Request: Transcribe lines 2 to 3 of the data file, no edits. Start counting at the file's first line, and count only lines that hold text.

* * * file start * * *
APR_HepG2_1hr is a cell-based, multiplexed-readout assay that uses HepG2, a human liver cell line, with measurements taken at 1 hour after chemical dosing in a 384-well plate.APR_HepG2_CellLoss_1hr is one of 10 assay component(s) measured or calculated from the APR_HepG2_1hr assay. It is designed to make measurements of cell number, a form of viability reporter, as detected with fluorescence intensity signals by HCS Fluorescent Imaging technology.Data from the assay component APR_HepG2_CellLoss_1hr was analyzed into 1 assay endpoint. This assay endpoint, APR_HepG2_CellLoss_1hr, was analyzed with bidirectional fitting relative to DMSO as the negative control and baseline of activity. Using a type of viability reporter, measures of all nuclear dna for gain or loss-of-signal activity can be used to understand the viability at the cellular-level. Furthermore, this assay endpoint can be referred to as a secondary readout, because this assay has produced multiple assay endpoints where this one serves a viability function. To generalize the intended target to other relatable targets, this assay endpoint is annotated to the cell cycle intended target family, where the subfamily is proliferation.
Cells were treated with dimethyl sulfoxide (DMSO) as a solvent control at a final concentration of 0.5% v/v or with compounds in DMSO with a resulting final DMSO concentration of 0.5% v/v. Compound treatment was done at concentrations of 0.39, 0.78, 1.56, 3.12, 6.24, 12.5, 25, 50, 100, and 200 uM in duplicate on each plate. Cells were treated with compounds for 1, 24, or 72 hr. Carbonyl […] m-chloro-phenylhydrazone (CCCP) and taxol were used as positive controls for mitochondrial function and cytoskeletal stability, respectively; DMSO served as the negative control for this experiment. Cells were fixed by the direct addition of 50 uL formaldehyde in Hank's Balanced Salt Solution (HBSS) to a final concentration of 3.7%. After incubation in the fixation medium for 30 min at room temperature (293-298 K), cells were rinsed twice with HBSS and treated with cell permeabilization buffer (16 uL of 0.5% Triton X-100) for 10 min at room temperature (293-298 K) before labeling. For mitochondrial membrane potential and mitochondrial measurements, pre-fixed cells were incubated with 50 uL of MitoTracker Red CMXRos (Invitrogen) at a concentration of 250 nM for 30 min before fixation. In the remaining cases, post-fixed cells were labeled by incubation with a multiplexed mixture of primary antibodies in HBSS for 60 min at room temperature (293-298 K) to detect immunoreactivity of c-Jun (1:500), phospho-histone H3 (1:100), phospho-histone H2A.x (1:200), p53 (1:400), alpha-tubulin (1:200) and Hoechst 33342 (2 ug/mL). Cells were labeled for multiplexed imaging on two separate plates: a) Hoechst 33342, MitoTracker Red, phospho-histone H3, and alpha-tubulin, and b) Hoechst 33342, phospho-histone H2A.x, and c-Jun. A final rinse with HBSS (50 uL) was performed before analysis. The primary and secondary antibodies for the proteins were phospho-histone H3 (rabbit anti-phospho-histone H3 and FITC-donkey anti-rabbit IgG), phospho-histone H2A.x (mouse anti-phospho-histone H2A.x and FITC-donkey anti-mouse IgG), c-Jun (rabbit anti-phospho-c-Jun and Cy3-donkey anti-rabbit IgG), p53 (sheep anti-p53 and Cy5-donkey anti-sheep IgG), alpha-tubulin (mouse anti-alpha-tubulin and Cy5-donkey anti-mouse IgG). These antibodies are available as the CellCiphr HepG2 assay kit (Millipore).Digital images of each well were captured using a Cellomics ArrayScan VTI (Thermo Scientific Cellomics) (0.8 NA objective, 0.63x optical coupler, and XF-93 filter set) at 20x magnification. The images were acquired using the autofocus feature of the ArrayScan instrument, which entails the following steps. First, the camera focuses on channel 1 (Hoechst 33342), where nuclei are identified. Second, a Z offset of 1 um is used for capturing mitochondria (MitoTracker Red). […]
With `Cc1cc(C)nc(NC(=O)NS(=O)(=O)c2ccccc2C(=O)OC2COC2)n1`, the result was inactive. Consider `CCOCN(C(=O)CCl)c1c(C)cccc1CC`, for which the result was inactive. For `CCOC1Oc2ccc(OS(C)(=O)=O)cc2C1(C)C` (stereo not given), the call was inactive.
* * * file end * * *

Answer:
Cells were treated with dimethyl sulfoxide (DMSO) as a solvent control at a final concentration of 0.5% v/v or with compounds in DMSO with a resulting final DMSO concentration of 0.5% v/v. Compound treatment was done at concentrations of 0.39, 0.78, 1.56, 3.12, 6.24, 12.5, 25, 50, 100, and 200 uM in duplicate on each plate. Cells were treated with compounds for 1, 24, or 72 hr. Carbonyl […] m-chloro-phenylhydrazone (CCCP) and taxol were used as positive controls for mitochondrial function and cytoskeletal stability, respectively; DMSO served as the negative control for this experiment. Cells were fixed by the direct addition of 50 uL formaldehyde in Hank's Balanced Salt Solution (HBSS) to a final concentration of 3.7%. After incubation in the fixation medium for 30 min at room temperature (293-298 K), cells were rinsed twice with HBSS and treated with cell permeabilization buffer (16 uL of 0.5% Triton X-100) for 10 min at room temperature (293-298 K) before labeling. For mitochondrial membrane potential and mitochondrial measurements, pre-fixed cells were incubated with 50 uL of MitoTracker Red CMXRos (Invitrogen) at a concentration of 250 nM for 30 min before fixation. In the remaining cases, post-fixed cells were labeled by incubation with a multiplexed mixture of primary antibodies in HBSS for 60 min at room temperature (293-298 K) to detect immunoreactivity of c-Jun (1:500), phospho-histone H3 (1:100), phospho-histone H2A.x (1:200), p53 (1:400), alpha-tubulin (1:200) and Hoechst 33342 (2 ug/mL). Cells were labeled for multiplexed imaging on two separate plates: a) Hoechst 33342, MitoTracker Red, phospho-histone H3, and alpha-tubulin, and b) Hoechst 33342, phospho-histone H2A.x, and c-Jun. A final rinse with HBSS (50 uL) was performed before analysis. The primary and secondary antibodies for the proteins were phospho-histone H3 (rabbit anti-phospho-histone H3 and FITC-donkey anti-rabbit IgG), phospho-histone H2A.x (mouse anti-phospho-histone H2A.x and FITC-donkey anti-mouse IgG), c-Jun (rabbit anti-phospho-c-Jun and Cy3-donkey anti-rabbit IgG), p53 (sheep anti-p53 and Cy5-donkey anti-sheep IgG), alpha-tubulin (mouse anti-alpha-tubulin and Cy5-donkey anti-mouse IgG). These antibodies are available as the CellCiphr HepG2 assay kit (Millipore).Digital images of each well were captured using a Cellomics ArrayScan VTI (Thermo Scientific Cellomics) (0.8 NA objective, 0.63x optical coupler, and XF-93 filter set) at 20x magnification. The images were acquired using the autofocus feature of the ArrayScan instrument, which entails the following steps. First, the camera focuses on channel 1 (Hoechst 33342), where nuclei are identified. Second, a Z offset of 1 um is used for capturing mitochondria (MitoTracker Red). […]
With `Cc1cc(C)nc(NC(=O)NS(=O)(=O)c2ccccc2C(=O)OC2COC2)n1`, the result was inactive. Consider `CCOCN(C(=O)CCl)c1c(C)cccc1CC`, for which the result was inactive. For `CCOC1Oc2ccc(OS(C)(=O)=O)cc2C1(C)C` (stereo not given), the call was inactive.